Anarchy, Geography, and Modernity: A Glimpse into the Depth of Anarchism

by Sasha
Earth First! Newswire
October 18th, 2014

A new edition of Elisée Reclus’s works, Anarchy, Geography, Modernity, edited by the illustrious duo of John Clark and Camille Martin, provides a captivating introduction to the great anarchist’s life and works. This book will drive its readers into the most solitary spaces of reflection—whether the ocean’s rocky shoreline, the forest’s wild expanse, or the deepest reaches of the imagination. It provides a vital touchstone of time and place, a refraction that sheds light on our own ways of seeing the world.

Reclus has long been an understudied figure in the history of anarchism, so the first part of the book, taken up by Clark’s biography of Reclus, seems a welcome first step. A close friend of Bakunin and Kropotkin, it was Reclus who helped rescue, edit, and publish Bakunin’s final and greatest text, God and State. Reclus was among the insurrectionary anarchists exiled from France after participating in the Paris Commune of 1871. Reclus is also one of the greatest, most admired geographers in the world. Ever. With aspirational and voluminous texts on the world and its peoples, Reclus achieved a great milestone in the struggle to liberate scholarship from eurocentric confines.

Clark’s distillation of the major thinker’s oeuvre elicits a generous respect. A world traveler and generous intellect, Reclus carefully observed the ideas and behaviors of what he called “eco-regions” and their specific environs, contributing key insights for the growing understanding not only of environmental sciences and geography, but their effect on human societies—all during an era obsessed with progress and industry.

“Nature is for [Reclus] always an active presence, both encompassing humanity and remaining in intimate dialectical interaction with humanity throughout history,” Clark notes. In his careful reflections on Reclus’s life work, including the 19-volume The Earth and Its Inhabitants, Clark presents to the reader a deep engagement with the “convergence of reason, passion, and imagination—logos, eros, and poesis.” For its soft-spoken nature, which resonates from deep contemplation to romantic gestures of grandeur, this sort of radical thought affords the deepest contemplation on the problems with which Reclus engaged, as they ring true to this day.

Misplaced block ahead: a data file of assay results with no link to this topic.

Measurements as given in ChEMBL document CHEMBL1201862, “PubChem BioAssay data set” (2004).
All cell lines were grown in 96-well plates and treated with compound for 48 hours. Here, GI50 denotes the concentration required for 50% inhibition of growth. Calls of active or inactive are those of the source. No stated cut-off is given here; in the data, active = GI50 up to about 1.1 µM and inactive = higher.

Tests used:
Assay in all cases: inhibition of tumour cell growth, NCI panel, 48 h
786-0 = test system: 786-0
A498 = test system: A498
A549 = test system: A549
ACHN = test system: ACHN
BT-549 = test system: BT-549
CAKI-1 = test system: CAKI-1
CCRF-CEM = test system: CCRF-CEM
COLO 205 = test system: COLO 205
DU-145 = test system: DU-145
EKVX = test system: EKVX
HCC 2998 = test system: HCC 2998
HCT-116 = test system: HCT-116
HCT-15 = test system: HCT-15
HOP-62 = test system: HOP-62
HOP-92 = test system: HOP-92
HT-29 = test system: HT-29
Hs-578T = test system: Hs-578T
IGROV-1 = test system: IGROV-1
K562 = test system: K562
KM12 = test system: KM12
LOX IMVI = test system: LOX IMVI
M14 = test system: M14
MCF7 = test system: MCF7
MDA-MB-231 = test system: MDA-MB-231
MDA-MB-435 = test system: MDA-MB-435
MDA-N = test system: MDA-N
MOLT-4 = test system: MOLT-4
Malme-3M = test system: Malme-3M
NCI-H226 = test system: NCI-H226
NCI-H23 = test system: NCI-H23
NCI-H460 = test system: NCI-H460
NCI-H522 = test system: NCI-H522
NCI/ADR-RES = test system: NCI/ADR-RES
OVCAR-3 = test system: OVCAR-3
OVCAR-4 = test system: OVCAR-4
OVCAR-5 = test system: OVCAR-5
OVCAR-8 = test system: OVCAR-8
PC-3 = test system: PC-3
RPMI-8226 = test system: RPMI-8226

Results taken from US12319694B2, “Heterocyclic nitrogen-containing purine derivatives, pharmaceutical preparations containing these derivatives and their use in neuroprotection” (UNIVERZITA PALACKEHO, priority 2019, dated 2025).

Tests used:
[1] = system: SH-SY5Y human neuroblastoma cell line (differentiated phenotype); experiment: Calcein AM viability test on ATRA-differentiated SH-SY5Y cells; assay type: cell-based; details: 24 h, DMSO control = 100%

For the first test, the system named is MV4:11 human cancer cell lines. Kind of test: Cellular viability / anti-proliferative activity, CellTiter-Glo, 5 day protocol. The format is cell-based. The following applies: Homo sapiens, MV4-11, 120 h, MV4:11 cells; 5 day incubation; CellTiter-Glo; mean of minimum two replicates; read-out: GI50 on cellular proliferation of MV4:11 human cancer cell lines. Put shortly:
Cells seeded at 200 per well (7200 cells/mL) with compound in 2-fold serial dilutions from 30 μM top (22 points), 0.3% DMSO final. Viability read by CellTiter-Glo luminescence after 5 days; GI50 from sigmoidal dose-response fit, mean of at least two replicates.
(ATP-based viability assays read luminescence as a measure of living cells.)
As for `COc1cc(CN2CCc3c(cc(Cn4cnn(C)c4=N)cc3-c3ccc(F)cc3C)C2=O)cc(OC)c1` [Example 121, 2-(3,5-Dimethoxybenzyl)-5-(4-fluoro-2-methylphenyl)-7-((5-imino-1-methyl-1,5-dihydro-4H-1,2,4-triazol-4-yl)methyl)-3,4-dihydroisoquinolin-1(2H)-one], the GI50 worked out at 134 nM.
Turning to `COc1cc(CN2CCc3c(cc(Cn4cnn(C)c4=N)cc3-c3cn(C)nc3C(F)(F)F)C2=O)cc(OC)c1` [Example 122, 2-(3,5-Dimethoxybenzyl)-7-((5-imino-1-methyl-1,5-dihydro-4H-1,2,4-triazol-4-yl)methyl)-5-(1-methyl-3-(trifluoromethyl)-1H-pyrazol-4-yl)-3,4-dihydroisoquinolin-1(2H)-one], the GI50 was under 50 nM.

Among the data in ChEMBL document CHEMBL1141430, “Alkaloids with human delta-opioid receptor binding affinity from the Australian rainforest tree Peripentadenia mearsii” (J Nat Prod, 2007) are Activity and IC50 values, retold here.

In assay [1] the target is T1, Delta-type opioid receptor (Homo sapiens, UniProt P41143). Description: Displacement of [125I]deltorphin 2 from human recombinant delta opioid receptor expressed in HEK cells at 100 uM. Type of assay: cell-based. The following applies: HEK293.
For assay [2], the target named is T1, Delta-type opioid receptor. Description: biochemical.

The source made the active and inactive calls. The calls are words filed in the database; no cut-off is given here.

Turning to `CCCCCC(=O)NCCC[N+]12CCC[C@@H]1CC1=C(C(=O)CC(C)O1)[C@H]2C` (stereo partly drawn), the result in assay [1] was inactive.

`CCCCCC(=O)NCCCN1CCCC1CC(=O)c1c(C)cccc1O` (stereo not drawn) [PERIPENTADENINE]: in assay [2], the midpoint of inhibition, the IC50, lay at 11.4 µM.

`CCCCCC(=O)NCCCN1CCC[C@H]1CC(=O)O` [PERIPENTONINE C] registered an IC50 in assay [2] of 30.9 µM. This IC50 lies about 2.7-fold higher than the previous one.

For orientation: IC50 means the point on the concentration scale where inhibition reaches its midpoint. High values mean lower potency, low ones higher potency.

This particular edition’s selection of Reclus’s work centers around Reclus’s critique of modern states and the dialectics of civilization and savagery. “A century ago,” Clark comments, “Reclus had already presciently announced an intensifying crisis of the city and diagnosed the crisis as only a symptom of the larger crisis of society.” With regards to the polis, Reclus writes, “the political unity [ensemble politique] of the social body was as simple, as undivided and as well-defined as was the unity of the individual himself.” The city becomes a performance of practical reason (Aristotle’s phronesis), as it actuates the gathering of individuals for the betterment of society. “[It] is in this sense that one must, like Aristotle, consider the human being to be par excellence the zoon politikon: the ‘urban animal,’ the participant [le part-prenant] in the organic city [la cité organique] (and not merely the ‘political animal’ as it is usually translated).” With this deeply philosophical reflection on organic politics in mind, Reclus developed the notion of eco-regions, providing significant insight into wilderness and distinct environments of other continents, finding models of organic political societies outside of and degraded by European thought.